RSNA preview: Musculoskeletal radiology evolves from anatomic to functional imaging

November 18, 2008

Highlights of the 2008 RSNA meeting suggest the field of musculoskeletal radiology is moving away from purely descriptive imaging studies and more into quantitative ones. Research is advancing the understanding of tissue function and underlying anomalies as well as image-guided treatment options.

Highlights of the 2008 RSNA meeting suggest the field of musculoskeletal radiology is moving away from purely descriptive imaging studies and more into quantitative ones. Research is advancing the understanding of tissue function and underlying anomalies as well as image-guided treatment options.

One of the unifying themes this year is an emphasis on tissue characterization, said MSK subcommittee chair Dr. David A. Rubin. Musculoskeletal imaging used to focus mostly on surface diagnoses of fractures or tears. But now, radiologists will find more abstract presentations that delve deep into the structure and biology of peripheral nerves, muscles, tendons, or different types of MSK tumors.

"Like the rest of radiology, there is a shift toward more quantitative as well as qualitative studies," Rubin told Diagnostic Imaging. "There are more diseases where there's actually something we will be measuring, some sort of parameter that better describes how a tendon or a nerve is working rather than simply what it looks like."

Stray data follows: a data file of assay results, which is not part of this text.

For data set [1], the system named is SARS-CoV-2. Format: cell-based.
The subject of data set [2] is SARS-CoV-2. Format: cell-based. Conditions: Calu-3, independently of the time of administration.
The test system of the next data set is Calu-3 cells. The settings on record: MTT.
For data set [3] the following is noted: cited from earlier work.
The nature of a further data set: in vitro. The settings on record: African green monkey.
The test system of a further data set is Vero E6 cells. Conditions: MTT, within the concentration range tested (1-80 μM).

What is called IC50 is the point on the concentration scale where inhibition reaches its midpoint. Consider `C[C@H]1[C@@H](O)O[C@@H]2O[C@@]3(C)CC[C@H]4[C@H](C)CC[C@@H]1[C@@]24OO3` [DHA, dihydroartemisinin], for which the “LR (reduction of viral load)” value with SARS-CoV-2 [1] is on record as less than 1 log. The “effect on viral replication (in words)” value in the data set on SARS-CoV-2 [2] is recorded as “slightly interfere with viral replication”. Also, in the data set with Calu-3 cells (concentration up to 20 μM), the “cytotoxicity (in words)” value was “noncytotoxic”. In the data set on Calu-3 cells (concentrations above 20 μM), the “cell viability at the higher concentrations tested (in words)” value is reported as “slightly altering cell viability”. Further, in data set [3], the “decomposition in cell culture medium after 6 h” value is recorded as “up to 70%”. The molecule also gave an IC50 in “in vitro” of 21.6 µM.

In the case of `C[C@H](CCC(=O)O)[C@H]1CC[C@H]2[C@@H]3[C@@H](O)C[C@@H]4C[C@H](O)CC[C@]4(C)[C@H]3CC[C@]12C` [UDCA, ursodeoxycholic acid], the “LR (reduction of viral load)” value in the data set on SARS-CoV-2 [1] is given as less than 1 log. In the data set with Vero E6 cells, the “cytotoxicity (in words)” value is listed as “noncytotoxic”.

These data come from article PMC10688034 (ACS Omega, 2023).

Scientific abstracts at RSNA 2008 promise groundbreaking presentations on several topics:

• MR diffusion tensor imaging for the assessment of degenerative spine disease or disabling peripheral nerve disorders
• Diffusion-weighted MRI for characterization of soft-tissue tumors or detection of painful postoperative infections
• Sonoelastography for diagnosis of softening heel, elbow, and shoulder tendons and for diagnosis of heel, elbow, and shoulder tendon tears
• Image-guided interventions for pain management
• Whole-body imaging for screening of multiple myeloma and other bone-crushing neoplasms and for the assessment of tumor behavior and response to treatment
• New 3D imaging techniques for analysis of osteoporosis
• Use of "smartphones" for offsite diagnosis of fractures

A number of these scientific developments may never pan out beyond the lab. A fair number of them, however, offer useful insight that many radiologists, general or specialist, would want to bring back to their daily practice, Rubin said.

These studies have been born out of the daring desire to delve into the deeper causes of many conditions as well as the need to create new image-guided treatments, according to the Mallinckrodt Institute of Radiology's MSK imaging section chief.

"We are seeing much more of a maturation of the field of MSK radiology," Rubin said.

For more information from the Diagnostic Imaging archives:

Percutaneous osteoplasty proves as hip as surgeryCT, MR-guided injections promise pain relief for sacroiliac joint lesionsImaging techniques fine-tune upper extremity MSK diagnosesMR diffusion tensor imaging identifies and categorizes cervical spine trauma